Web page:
AB and Others v British Coal Corporation – overpayment under court order or agreement results in claim to interest [2007] EWHC 1948

Interest on payments made under a court order which is subsequently set aside must run from the date on which the payments were made. The purpose of the payment of interest in these circumstances is to prevent the payer being unjustly enriched at the expense of the payee and to place the payer in the position that he would have been had the monies not been wrongly paid to the payee. A successful appellant can compel the respondent to restore all benefits gained through the judgment which has been reversed and this will include a right to interest.

In this case overpayments had been made by the Department for Business, Enterprise & Regulatory Reform to claimants’ solicitors in respect of costs incurred in the coal respiratory disease group action under an agreement pending the final determination of costs. The court ordered the claimants’ solicitors to repay the sums in question, which totalled about £74 million. The Department claimed interest on the overpayments.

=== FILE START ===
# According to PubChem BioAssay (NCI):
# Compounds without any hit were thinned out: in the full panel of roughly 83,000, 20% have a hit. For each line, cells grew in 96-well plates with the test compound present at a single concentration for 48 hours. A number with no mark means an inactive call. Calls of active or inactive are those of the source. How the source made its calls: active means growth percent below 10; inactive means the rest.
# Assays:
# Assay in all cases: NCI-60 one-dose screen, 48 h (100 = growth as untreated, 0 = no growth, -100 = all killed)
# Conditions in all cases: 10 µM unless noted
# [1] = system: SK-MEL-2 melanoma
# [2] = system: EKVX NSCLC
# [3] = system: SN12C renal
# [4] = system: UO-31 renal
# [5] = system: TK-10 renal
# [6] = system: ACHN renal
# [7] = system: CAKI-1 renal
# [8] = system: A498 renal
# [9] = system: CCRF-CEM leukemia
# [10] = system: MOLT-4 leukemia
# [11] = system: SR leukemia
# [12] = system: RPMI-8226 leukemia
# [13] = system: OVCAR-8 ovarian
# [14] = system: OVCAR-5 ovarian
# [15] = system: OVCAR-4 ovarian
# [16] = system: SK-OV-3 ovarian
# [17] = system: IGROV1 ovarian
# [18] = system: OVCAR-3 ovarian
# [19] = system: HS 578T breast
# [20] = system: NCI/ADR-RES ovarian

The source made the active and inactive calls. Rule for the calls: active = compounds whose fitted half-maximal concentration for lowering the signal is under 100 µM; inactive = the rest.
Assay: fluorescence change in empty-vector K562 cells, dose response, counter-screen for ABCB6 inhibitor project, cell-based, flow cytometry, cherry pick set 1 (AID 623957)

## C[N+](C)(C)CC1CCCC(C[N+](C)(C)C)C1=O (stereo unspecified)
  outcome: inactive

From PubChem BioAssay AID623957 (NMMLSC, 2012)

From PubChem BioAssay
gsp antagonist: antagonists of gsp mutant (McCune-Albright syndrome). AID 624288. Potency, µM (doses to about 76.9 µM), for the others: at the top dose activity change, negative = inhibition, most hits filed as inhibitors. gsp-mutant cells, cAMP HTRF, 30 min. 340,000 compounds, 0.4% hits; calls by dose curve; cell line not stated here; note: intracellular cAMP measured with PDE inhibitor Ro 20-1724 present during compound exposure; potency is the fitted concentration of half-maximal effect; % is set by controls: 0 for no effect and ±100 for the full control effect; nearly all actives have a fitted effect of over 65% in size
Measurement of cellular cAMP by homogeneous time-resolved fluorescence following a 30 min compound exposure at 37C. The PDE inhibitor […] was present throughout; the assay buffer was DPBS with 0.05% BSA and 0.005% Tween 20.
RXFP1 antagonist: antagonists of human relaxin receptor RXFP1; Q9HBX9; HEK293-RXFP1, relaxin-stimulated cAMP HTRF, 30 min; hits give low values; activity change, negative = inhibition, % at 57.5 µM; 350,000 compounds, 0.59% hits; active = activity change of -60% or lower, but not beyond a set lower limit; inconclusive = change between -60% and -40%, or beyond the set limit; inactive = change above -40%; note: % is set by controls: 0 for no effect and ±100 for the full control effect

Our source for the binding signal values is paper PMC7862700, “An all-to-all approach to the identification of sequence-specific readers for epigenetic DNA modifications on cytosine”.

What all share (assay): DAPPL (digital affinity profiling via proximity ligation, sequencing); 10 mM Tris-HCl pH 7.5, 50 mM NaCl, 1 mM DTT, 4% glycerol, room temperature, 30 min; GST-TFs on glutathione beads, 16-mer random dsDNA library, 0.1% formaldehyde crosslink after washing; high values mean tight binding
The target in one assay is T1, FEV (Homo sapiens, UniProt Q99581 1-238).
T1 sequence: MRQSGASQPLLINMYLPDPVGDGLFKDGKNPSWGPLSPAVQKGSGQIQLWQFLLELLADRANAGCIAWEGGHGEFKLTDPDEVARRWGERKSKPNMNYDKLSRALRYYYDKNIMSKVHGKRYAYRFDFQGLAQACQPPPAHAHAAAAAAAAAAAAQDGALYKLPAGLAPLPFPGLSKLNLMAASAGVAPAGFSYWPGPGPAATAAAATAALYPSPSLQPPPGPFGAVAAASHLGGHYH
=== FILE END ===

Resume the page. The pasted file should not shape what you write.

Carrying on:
The judge implied a term into the agreement entitling the parties to interest in the event of overpayment or underpayment upon the same basis as would apply to a court order. She rejected the Department’s claim for compound interest, introduced late into the hearing in reliance on the House of Lords’ recent decision in Sempra Metals Ltd v Her Majesty's Commissioners of Inland Revenue, on the ground that such an entitlement would not have been contemplated by the parties at the date the agreement was entered into. Simple interest was awarded at the commercial rate (base rate plus 1%).